Despite the advent of winter traditionally also heralding the quietest period of the year for the property market, Melbourne continued to perform strongly throughout June. According to researcher RP Data, average property values rose by 2.3% during the month, taking Melbourne’s 2013 financial year growth to 3.4%.
Property Observer reported on Real Estate Institute of Victoria (REIV) figures estimating that by the end of June, there had been approximately 3175 auctions conducted across Melbourne. The group says only once during the past decade have the number of June auctions been higher, in 2010. According to the REIV, the year-to-date auction clearance rate now sits around 70%, driven upwards by a flood of first home buyers rushing to take advantage of the state grant for existing dwellings before it expired on 30th June.
Meanwhile, the Reserve Bank’s decision to leave the official cash rate on hold at 2.75% at its early July monthly meeting was widely anticipated. Experts are now saying consumers can expect many more months of historically low interest rates, with the possibility for further cuts still on the horizon.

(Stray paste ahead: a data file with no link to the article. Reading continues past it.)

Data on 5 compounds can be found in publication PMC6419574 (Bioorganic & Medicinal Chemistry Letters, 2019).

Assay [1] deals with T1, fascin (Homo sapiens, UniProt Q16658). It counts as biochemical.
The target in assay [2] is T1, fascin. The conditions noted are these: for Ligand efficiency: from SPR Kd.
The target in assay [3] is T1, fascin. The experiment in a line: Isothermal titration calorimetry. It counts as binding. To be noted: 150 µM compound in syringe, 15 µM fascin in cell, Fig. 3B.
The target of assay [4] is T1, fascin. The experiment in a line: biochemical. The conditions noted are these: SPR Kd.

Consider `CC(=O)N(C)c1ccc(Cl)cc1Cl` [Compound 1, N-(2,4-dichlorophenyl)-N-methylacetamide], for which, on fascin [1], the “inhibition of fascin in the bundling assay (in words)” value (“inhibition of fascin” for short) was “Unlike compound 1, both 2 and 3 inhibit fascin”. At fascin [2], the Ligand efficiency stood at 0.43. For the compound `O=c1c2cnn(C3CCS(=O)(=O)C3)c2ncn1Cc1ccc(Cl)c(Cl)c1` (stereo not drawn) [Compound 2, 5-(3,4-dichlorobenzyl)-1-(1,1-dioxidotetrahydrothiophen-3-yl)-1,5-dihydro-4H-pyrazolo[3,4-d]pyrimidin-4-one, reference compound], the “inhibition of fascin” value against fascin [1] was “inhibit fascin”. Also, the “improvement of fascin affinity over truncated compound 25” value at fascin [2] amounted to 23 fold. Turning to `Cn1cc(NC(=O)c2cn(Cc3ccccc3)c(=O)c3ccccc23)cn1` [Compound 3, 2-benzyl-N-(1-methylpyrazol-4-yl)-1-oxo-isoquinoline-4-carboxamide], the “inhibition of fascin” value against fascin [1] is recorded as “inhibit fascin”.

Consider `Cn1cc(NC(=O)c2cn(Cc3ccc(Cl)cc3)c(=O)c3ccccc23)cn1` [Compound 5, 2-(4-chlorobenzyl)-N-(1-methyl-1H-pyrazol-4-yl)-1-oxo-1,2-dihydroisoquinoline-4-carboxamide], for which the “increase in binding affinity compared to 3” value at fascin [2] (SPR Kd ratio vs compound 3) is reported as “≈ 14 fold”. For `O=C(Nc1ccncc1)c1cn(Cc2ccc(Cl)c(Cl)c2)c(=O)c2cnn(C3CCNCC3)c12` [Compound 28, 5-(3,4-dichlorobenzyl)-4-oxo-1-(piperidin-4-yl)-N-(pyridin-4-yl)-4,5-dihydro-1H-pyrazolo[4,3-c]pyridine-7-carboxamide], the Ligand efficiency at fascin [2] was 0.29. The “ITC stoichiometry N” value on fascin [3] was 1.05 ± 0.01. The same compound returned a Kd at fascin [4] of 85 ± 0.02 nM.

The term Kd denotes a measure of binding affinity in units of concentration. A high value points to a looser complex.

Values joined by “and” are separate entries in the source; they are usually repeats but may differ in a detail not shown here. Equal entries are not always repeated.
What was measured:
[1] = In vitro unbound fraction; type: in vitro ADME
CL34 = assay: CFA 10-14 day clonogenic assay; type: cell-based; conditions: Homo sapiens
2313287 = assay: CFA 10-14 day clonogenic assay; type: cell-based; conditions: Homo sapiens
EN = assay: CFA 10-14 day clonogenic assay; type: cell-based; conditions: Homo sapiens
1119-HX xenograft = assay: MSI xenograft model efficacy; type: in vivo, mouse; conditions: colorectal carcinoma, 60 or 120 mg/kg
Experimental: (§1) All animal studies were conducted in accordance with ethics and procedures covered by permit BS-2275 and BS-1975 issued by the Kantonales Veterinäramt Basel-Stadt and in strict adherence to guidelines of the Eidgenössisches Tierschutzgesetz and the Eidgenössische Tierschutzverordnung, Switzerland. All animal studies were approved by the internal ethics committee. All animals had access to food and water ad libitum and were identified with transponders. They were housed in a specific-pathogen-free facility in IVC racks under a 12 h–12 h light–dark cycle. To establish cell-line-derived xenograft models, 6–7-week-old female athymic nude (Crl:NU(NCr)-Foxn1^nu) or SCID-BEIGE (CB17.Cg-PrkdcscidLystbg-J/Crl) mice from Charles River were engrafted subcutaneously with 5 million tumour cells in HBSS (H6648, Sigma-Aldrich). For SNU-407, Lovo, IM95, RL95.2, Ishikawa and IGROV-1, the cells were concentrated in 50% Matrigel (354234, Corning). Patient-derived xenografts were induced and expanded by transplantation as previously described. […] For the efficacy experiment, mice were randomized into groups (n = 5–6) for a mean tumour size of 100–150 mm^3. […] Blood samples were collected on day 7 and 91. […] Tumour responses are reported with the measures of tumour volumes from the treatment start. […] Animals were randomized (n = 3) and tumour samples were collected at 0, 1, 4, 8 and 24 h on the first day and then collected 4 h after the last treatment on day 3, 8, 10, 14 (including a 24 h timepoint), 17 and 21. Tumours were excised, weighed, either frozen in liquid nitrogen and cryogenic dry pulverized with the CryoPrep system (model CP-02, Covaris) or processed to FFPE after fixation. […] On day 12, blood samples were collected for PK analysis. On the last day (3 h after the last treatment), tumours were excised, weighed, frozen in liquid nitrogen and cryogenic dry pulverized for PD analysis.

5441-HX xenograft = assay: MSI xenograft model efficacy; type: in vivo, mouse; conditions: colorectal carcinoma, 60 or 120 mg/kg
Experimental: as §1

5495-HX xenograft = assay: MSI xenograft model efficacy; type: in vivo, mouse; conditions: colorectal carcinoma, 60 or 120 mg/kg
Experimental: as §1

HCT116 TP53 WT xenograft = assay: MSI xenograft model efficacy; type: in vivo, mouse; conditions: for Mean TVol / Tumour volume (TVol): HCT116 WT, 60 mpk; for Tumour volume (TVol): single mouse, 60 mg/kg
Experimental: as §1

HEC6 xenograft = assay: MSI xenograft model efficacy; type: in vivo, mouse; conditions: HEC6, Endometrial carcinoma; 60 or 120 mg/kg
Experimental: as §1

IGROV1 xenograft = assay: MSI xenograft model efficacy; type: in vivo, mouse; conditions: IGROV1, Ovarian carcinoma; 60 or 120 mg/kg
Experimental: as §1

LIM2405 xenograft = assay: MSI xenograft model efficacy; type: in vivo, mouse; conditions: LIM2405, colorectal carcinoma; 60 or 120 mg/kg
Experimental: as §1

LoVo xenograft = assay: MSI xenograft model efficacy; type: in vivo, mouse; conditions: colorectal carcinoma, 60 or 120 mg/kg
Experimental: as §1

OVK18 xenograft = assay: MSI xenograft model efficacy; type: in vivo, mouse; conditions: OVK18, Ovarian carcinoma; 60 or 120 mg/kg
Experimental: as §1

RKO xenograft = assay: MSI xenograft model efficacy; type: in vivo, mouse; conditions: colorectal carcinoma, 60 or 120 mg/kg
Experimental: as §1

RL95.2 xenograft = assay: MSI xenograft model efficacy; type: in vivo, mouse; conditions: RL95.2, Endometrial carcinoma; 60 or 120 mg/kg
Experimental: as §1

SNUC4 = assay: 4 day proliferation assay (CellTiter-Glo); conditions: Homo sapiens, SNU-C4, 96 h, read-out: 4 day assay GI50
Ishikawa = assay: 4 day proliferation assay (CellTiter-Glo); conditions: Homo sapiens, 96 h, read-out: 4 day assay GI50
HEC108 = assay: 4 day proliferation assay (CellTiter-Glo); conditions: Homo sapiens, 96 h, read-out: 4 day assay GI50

In key political news, the nation was shocked last month when Kevin Rudd defeated Julia Gillard in a caucus ballot for the leadership of the Labour party. In his role as the new Prime Minister, one of Rudd’s first announcements was that he would scrap Gillard’s nominated date of September 14th for the next Federal election. With four dates allegedly under consideration in August and October, experts say an earlier-than-planned election date would help boost confidence in the property market.
But while many media reports are more optimistic, the experts remain divided. According to director of SQM Research Louis Christopher, Melbourne house prices are only expected to grow by between 2% to 5% over the 2013 calendar year. Christopher says he doesn’t expect any major recovery for the Melbourne house market, with stock levels in many areas remaining stubbornly high.
While buyers need little encouragement to act, they remain on the whole reluctant to pay a premium. For vendors, a successful marketing campaign hinges on an acceptance of current market values and a willingness to meet the market.